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Articles Tagged with San Diego DUI Defense Lawyer

On Friday, March 27 a lawsuit was filed in San Diego federal court on behalf of three very young siblings who sustained injuries in a head-on crash on November 12, 2018. The suit is being filed against the children’s mother, who was driving the car while intoxicated.

 

Mayra Alejandra Gonzalez, 30, drove on the wrong side of Camino del Norte and smashed into another vehicle head-on. The driver of the other car was injured as a result of the crash. Gonzalez had a blood alcohol content of .29% after the crash, which is more than three times the legal limit.

 

Her three children sustained significant injuries from the incident. Her 9-month-old daughter was not in the proper child safety seat during the crash, but instead was being held by one of her sisters. When the accident took place she was thrust into the vehicle’s windshield and sustained a skull fracture and brain bleed. The young child still requires a feeding tube. Gonzalez’s two other daughters, aged 2 and 8, had facial injuries.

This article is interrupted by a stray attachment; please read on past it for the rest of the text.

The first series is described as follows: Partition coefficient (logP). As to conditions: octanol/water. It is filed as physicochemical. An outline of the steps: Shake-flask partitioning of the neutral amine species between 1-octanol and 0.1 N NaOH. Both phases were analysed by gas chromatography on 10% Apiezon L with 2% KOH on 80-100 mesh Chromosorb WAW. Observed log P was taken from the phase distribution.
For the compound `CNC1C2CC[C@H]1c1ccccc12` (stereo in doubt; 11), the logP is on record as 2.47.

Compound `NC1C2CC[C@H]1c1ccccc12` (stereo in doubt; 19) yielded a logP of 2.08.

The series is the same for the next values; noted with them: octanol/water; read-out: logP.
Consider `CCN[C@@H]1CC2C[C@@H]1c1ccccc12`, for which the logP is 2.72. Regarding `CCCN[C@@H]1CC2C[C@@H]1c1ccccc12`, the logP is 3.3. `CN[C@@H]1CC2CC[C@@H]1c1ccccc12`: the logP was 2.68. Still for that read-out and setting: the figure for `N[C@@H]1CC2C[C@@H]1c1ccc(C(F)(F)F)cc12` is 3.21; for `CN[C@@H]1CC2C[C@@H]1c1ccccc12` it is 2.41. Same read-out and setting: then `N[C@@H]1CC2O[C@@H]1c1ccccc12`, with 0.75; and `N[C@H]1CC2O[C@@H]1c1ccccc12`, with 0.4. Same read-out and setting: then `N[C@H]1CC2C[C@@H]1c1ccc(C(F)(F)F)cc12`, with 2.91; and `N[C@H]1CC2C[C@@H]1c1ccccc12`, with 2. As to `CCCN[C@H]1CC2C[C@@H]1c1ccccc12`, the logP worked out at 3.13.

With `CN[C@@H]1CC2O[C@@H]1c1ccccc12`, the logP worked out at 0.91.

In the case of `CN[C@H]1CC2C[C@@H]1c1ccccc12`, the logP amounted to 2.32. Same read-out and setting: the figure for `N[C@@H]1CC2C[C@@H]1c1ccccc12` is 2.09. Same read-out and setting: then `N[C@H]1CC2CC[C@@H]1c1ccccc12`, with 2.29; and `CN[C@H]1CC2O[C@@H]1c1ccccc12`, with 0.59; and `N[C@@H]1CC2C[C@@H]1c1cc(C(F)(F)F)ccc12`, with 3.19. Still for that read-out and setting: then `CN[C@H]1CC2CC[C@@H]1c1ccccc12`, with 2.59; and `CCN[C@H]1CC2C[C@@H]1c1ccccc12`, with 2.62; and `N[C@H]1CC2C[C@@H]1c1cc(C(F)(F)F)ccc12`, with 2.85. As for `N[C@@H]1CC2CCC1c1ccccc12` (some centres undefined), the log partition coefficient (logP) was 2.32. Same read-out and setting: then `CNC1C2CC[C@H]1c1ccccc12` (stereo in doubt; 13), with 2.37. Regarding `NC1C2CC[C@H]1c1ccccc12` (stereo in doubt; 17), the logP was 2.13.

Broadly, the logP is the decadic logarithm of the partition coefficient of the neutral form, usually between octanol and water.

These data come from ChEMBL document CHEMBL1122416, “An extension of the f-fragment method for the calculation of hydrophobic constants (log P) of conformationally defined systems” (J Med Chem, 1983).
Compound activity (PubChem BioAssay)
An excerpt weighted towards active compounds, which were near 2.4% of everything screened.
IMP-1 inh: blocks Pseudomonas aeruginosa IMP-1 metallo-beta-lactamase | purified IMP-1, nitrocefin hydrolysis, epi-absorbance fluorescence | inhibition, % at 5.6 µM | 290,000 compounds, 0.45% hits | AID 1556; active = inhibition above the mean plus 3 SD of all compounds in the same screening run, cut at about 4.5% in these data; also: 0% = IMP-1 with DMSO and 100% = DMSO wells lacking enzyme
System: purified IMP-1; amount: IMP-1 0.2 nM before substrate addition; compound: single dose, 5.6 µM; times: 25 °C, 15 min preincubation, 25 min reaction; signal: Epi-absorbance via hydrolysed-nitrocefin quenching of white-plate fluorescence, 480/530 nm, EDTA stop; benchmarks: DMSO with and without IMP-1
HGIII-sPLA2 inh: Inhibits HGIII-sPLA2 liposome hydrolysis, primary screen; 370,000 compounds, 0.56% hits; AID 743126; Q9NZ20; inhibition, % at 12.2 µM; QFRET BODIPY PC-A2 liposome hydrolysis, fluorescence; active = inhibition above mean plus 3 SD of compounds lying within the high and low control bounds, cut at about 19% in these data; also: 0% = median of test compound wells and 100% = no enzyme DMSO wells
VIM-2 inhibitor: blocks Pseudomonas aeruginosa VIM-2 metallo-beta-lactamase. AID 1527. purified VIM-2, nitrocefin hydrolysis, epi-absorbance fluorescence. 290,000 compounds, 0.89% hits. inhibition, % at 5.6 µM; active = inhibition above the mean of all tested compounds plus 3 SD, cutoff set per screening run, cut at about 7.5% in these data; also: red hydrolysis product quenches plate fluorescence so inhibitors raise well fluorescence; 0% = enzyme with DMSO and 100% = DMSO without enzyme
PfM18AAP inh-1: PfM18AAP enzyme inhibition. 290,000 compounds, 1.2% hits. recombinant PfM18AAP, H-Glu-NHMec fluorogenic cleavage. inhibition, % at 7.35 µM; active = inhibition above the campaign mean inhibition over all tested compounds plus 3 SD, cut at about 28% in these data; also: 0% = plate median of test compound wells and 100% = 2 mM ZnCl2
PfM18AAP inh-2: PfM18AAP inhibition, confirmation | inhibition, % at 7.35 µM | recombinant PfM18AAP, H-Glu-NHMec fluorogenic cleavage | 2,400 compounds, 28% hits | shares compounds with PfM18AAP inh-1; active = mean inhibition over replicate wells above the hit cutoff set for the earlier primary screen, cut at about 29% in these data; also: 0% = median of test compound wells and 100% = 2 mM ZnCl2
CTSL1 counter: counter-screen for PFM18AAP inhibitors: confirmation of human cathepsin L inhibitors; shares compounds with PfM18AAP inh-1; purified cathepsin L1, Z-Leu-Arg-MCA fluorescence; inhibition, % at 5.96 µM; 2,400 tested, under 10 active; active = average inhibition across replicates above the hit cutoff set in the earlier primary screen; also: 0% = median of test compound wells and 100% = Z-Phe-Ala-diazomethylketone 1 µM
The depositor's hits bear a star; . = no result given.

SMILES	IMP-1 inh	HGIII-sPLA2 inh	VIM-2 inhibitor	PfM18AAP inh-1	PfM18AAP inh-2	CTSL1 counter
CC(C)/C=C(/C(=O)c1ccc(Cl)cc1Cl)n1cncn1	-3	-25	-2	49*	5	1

The suit alleges negligence and many other allegations against Gonzalez, San Diego County, and three social workers. The suit claims that the county was negligent in preventing Mayra from continuing to drive drunk, which she had done many times before the November 12th crash. She had a documented history of drunk driving, and social workers employed at the county’s Health and Human Services Agency were aware of her reckless behavior but ignored it, which put the children in immense danger.

 

There were four incidents in which Gonzalez was inebriated when she was driving with at least one of her children as a passenger in the car. Three were crashes that law enforcement and HHSA knew about. A crash in 2015 recorded her BAC at .26% and social workers indicated that services were necessary to assist Gonzalez and protect her children. However, no services or plan was made available and she was not required to attend substance abuse classes or parenting classes.